About cashout of investments in claims

Investors can cash out investments in claims made with a Mintos strategy even after the Secondary Market for claims closes on June 30. When an investor wants to cash out money, their strategy automatically sells investments from their strategy to other investors using the same strategy. Selling may take from minutes up to a few days, depending on demand from other investors at the time and current market conditions. You can only sell investments that still qualify for Mintos strategies: only current investments are available for cashing out. 

To cash out money from your Mintos strategy

  • Go to the Invest page, 
  • Click “…” [three dots] next to your strategy
  • Select Cash out
  • Enter the desired amount
  • Click Cash out

IV - Questions about changes in the role of the lending companies in the Notes setup

Questions are shared in original form without editing, as they were posted by investors on Slido.

IV-39. Anonymous (24 upvotes)
Do lending companies still offer buyback?

IV-40. Anonymous (15 upvotes)
I am invested Mintos because of the repurchase obligation. Will the introduction of debentures end this repurchase obligation for new investments?

Response to questions 39-40

Lending companies still offer loans that come with a buyback obligation, and these loans will be part of Notes. The buyback mechanism of Notes will be similar to the one used with investments in claims. There will be two types of Notes available for purchase – backed by loans with buyback obligation and without buyback obligation. Investors can find all details about the buyback mechanism for each lending company and Note in the applicable base prospectus.

IV-41. Anonymous (9 upvotes)
What happens if a lending company defaults or bankrupt?

In the unfortunate event of a lending company’s default on Mintos, Mintos will still represent investors and work on recovery on their behalf. The only difference that comes with the new investment setup and issuer included in the process is that the claim will be managed by the Mintos SPV as an entity having a claim against the lending company, instead of Mintos representing many investors having many claims against the lending company. In many cases, this would help to streamline the recovery process.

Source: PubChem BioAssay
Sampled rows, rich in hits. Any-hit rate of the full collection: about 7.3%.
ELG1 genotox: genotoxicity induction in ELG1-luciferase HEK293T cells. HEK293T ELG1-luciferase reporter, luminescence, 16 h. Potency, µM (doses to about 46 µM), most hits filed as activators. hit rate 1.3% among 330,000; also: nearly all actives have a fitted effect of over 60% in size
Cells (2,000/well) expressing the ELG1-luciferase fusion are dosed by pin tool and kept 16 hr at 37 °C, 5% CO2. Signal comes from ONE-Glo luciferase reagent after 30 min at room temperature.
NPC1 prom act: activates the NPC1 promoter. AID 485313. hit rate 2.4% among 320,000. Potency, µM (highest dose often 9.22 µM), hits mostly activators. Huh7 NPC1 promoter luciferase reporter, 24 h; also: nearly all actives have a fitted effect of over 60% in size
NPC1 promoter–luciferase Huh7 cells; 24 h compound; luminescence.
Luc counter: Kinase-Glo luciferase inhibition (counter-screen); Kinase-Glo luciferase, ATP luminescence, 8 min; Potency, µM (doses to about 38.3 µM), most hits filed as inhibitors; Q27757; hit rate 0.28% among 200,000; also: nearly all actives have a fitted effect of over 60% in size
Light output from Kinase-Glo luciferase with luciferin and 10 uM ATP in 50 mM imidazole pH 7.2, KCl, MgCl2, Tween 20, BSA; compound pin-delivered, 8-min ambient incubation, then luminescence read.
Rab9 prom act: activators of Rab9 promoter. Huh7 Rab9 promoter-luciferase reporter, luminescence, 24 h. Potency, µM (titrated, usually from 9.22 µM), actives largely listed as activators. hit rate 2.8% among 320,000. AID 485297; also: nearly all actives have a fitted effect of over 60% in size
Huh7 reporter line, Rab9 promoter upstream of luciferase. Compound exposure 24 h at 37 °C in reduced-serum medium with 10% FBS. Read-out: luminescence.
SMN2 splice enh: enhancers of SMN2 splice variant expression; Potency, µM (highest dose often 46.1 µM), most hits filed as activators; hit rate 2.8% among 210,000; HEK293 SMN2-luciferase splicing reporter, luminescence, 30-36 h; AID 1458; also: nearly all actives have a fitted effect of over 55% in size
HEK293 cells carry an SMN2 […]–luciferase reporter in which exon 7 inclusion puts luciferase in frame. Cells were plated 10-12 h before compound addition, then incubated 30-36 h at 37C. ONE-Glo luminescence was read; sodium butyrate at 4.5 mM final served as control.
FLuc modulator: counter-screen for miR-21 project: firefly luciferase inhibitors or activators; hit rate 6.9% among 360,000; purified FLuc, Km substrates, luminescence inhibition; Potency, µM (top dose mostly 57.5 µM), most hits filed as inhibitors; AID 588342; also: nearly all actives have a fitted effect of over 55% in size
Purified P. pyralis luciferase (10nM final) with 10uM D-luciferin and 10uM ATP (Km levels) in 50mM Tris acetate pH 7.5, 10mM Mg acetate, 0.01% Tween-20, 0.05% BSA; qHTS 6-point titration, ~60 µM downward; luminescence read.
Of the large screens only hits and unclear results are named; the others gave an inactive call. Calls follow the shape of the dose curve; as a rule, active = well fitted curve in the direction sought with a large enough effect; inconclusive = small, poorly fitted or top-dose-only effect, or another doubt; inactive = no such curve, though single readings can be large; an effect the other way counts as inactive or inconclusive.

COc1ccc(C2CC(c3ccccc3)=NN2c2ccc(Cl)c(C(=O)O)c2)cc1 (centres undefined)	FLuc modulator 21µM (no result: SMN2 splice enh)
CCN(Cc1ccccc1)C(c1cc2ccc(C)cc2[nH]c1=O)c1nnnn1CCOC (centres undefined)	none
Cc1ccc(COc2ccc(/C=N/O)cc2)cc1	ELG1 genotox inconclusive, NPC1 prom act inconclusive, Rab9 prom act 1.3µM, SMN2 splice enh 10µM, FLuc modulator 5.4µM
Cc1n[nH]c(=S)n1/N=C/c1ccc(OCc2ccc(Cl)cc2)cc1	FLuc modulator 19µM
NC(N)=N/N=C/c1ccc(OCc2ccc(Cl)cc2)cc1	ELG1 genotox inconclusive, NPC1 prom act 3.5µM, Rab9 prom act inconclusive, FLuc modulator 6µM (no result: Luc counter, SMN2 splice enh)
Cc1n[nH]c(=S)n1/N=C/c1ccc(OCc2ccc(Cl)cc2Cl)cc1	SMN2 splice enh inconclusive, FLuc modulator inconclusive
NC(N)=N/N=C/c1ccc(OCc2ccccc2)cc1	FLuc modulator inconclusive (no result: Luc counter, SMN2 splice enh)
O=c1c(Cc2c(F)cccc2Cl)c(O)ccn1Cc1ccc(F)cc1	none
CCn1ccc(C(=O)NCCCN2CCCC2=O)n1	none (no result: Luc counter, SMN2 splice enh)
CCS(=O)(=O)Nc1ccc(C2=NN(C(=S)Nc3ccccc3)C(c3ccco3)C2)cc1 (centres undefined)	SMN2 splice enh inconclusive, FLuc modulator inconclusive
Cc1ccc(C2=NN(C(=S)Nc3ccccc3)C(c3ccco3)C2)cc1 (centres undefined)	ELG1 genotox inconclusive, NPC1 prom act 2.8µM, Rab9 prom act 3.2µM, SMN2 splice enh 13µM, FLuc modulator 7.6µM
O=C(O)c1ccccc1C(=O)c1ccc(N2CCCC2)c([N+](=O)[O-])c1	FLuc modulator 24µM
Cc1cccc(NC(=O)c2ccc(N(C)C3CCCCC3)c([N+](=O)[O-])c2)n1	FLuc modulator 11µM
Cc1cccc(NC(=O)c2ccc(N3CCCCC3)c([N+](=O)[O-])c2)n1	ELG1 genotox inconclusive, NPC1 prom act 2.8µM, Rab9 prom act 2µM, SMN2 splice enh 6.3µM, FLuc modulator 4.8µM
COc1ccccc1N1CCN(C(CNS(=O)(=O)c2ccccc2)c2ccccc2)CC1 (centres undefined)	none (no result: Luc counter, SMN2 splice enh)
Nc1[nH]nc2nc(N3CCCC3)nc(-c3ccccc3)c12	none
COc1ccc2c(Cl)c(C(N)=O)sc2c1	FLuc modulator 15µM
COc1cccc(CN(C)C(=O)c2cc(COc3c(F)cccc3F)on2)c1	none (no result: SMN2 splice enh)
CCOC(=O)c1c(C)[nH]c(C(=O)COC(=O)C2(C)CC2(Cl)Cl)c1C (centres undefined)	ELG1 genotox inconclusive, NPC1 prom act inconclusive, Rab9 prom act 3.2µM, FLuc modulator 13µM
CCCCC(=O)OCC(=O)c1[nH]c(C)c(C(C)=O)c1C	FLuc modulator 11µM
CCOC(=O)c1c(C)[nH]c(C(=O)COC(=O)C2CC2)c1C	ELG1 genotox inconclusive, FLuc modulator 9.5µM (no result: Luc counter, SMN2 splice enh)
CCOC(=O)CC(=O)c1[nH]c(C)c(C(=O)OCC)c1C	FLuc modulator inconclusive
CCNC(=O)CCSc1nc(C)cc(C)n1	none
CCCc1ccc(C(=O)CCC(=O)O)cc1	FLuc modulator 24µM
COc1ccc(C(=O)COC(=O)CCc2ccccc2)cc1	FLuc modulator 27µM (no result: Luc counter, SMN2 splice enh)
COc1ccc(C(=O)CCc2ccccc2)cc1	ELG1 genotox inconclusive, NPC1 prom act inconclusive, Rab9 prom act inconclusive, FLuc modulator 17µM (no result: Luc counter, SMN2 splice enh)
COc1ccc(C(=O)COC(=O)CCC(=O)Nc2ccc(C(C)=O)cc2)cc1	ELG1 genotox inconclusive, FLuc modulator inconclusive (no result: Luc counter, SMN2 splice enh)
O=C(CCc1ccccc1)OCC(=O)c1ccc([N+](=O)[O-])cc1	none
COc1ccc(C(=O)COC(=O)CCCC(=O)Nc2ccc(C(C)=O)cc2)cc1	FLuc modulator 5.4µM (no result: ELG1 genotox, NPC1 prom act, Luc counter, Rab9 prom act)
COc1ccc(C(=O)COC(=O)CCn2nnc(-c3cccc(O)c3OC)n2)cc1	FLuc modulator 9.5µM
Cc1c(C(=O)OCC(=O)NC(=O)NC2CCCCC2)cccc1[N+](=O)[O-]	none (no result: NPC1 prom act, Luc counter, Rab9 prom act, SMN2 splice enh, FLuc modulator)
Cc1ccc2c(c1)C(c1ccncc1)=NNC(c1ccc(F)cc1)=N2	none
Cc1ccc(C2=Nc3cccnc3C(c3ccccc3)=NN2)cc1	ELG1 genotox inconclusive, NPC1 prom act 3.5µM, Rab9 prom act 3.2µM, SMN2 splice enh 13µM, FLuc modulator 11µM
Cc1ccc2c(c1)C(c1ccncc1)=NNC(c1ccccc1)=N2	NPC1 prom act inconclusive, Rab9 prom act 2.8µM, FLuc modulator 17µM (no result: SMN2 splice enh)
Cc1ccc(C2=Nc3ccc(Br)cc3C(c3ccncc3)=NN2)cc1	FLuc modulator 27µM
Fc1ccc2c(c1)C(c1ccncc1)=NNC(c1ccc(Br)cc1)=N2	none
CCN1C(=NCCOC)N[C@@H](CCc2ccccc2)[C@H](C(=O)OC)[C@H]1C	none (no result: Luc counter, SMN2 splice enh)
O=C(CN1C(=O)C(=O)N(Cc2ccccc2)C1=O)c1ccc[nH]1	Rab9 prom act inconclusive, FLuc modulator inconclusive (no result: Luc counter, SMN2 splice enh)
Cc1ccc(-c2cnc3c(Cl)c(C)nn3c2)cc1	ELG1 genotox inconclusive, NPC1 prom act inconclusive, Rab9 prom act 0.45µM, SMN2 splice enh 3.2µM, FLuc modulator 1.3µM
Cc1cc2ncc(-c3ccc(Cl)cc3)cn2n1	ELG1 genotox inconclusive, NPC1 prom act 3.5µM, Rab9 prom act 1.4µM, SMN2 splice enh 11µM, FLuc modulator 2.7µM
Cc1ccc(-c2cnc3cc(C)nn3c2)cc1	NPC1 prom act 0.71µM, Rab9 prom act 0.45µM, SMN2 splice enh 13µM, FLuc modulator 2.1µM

IV-42. Anonymous (7 upvotes)
Will Notes make it impossible for LOs to repurchase loans before due date (ie. when the interest rate is higher than current market)?

Lending companies can still repurchase one or all loans that back a Note, the same way that borrowers can still repay their loans before the maturity date. In addition, lending companies are not allowed to offer for investment the same loan that was previously repurchased.

Each Set of Notes is issued based on a pool of 6-20 loans. After the Notes are bought, underlying loans can be rebought by a lending company or repaid by a borrower before the maturity date. A Set of Notes will always have a maturity that matches the loan in its pool that has the longest maturity date, plus 10 days. Loans that are repaid prior to their maturity date will be removed from the Set of Notes.

IV-43. Anonymous (4 upvotes)
How will 1 note with buyback be handled if only 1 loan in the loan basket defaults/is more than 60days late? Will the full note be bought back by the LO?

While a Note is a financial instrument that an investment is made in, cash flows on the Note are based on its underlying loans. The underlying loans can be rebought as individual loans, prematurely repaid, or individually defaulted. If a loan with a buyback obligation is more than 60 days late, it will be bought back on its own, and the Note will remain in the portfolio with the remaining underlying loans, and an updated repayment schedule. 

Thank you all for sharing your questions and helping us address what interests you the most. The questions you shared will also be adjusted to the FAQ format, and shared in the Help section of Mintos.

For all possible changes in answers provided here, we will inform you timely.

Please, remember to share with us your feedback about the formats and templates you would need for your tax declaration obligations. 

Want to know more about Notes?

No question is left unanswered! If you’re just getting started with Notes, you can begin by reading the must-have information. You can also get insight into how Notes are created and discover the transparency benefits of the Mintos Notes base prospectuses. Or learn about the transition period from claims to Notes, take a deep dive into taxation, find out about the changes to the Secondary Market, and other general questions from investors in the Mintos Investor Q&A. Then, for anything not covered here, you can visit our dedicated Notes Help page.

Still curious to learn more? You’re welcome to share your questions in the Notes thread on the Mintos Community.